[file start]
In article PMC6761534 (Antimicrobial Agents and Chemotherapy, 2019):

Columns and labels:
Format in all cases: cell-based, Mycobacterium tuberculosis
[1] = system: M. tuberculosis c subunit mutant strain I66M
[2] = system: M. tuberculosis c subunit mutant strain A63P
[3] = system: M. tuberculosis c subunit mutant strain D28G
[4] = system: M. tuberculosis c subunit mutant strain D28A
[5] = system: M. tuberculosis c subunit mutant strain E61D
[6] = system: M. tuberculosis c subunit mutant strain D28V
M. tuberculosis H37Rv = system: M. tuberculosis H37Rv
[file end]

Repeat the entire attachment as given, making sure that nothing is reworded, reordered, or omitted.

In article PMC6761534 (Antimicrobial Agents and Chemotherapy, 2019):

Columns and labels:
Format in all cases: cell-based, Mycobacterium tuberculosis
[1] = system: M. tuberculosis c subunit mutant strain I66M
[2] = system: M. tuberculosis c subunit mutant strain A63P
[3] = system: M. tuberculosis c subunit mutant strain D28G
[4] = system: M. tuberculosis c subunit mutant strain D28A
[5] = system: M. tuberculosis c subunit mutant strain E61D
[6] = system: M. tuberculosis c subunit mutant strain D28V
M. tuberculosis H37Rv = system: M. tuberculosis H37Rv